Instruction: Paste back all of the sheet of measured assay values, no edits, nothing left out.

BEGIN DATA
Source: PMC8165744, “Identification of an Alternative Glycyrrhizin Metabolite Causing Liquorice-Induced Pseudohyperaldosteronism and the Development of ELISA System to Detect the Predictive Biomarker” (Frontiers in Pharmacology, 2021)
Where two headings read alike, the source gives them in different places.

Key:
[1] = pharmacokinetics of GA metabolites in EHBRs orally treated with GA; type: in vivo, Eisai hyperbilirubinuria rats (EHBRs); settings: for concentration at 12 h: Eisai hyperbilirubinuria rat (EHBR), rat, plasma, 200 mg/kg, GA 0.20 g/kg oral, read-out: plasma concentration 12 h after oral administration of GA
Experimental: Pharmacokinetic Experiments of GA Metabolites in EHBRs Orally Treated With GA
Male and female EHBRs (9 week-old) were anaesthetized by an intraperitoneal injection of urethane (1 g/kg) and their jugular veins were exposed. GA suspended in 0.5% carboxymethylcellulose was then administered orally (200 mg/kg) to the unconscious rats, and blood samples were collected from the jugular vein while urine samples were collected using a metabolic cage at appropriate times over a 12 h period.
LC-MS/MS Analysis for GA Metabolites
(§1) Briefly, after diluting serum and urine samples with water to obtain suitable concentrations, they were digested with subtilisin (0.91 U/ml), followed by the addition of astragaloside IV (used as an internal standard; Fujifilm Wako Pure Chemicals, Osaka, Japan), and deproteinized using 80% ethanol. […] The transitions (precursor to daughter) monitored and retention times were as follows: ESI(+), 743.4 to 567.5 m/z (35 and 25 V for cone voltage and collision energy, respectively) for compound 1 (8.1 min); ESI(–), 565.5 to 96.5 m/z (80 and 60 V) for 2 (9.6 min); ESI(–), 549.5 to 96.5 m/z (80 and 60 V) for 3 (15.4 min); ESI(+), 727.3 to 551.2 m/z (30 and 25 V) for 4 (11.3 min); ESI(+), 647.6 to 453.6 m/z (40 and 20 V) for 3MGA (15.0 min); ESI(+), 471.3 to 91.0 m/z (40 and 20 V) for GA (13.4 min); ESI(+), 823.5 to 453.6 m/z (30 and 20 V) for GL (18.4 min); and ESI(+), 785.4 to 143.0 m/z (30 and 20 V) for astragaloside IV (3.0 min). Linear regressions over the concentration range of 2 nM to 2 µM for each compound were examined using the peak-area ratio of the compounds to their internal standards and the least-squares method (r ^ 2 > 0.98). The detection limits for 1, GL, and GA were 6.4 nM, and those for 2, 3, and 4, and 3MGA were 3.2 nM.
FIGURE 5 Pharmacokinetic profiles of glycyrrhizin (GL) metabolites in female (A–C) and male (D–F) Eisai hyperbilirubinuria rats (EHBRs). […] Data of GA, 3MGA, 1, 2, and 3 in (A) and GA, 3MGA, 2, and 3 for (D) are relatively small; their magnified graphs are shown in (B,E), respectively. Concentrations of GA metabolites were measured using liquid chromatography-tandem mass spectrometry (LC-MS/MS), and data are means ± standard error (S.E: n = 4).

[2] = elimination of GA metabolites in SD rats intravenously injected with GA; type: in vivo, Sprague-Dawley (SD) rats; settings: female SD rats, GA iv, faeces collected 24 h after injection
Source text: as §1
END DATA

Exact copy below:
Source: PMC8165744, “Identification of an Alternative Glycyrrhizin Metabolite Causing Liquorice-Induced Pseudohyperaldosteronism and the Development of ELISA System to Detect the Predictive Biomarker” (Frontiers in Pharmacology, 2021)
Where two headings read alike, the source gives them in different places.

Key:
[1] = pharmacokinetics of GA metabolites in EHBRs orally treated with GA; type: in vivo, Eisai hyperbilirubinuria rats (EHBRs); settings: for concentration at 12 h: Eisai hyperbilirubinuria rat (EHBR), rat, plasma, 200 mg/kg, GA 0.20 g/kg oral, read-out: plasma concentration 12 h after oral administration of GA
Experimental: Pharmacokinetic Experiments of GA Metabolites in EHBRs Orally Treated With GA
Male and female EHBRs (9 week-old) were anaesthetized by an intraperitoneal injection of urethane (1 g/kg) and their jugular veins were exposed. GA suspended in 0.5% carboxymethylcellulose was then administered orally (200 mg/kg) to the unconscious rats, and blood samples were collected from the jugular vein while urine samples were collected using a metabolic cage at appropriate times over a 12 h period.
LC-MS/MS Analysis for GA Metabolites
(§1) Briefly, after diluting serum and urine samples with water to obtain suitable concentrations, they were digested with subtilisin (0.91 U/ml), followed by the addition of astragaloside IV (used as an internal standard; Fujifilm Wako Pure Chemicals, Osaka, Japan), and deproteinized using 80% ethanol. […] The transitions (precursor to daughter) monitored and retention times were as follows: ESI(+), 743.4 to 567.5 m/z (35 and 25 V for cone voltage and collision energy, respectively) for compound 1 (8.1 min); ESI(–), 565.5 to 96.5 m/z (80 and 60 V) for 2 (9.6 min); ESI(–), 549.5 to 96.5 m/z (80 and 60 V) for 3 (15.4 min); ESI(+), 727.3 to 551.2 m/z (30 and 25 V) for 4 (11.3 min); ESI(+), 647.6 to 453.6 m/z (40 and 20 V) for 3MGA (15.0 min); ESI(+), 471.3 to 91.0 m/z (40 and 20 V) for GA (13.4 min); ESI(+), 823.5 to 453.6 m/z (30 and 20 V) for GL (18.4 min); and ESI(+), 785.4 to 143.0 m/z (30 and 20 V) for astragaloside IV (3.0 min). Linear regressions over the concentration range of 2 nM to 2 µM for each compound were examined using the peak-area ratio of the compounds to their internal standards and the least-squares method (r ^ 2 > 0.98). The detection limits for 1, GL, and GA were 6.4 nM, and those for 2, 3, and 4, and 3MGA were 3.2 nM.
FIGURE 5 Pharmacokinetic profiles of glycyrrhizin (GL) metabolites in female (A–C) and male (D–F) Eisai hyperbilirubinuria rats (EHBRs). […] Data of GA, 3MGA, 1, 2, and 3 in (A) and GA, 3MGA, 2, and 3 for (D) are relatively small; their magnified graphs are shown in (B,E), respectively. Concentrations of GA metabolites were measured using liquid chromatography-tandem mass spectrometry (LC-MS/MS), and data are means ± standard error (S.E: n = 4).

[2] = elimination of GA metabolites in SD rats intravenously injected with GA; type: in vivo, Sprague-Dawley (SD) rats; settings: female SD rats, GA iv, faeces collected 24 h after injection
Source text: as §1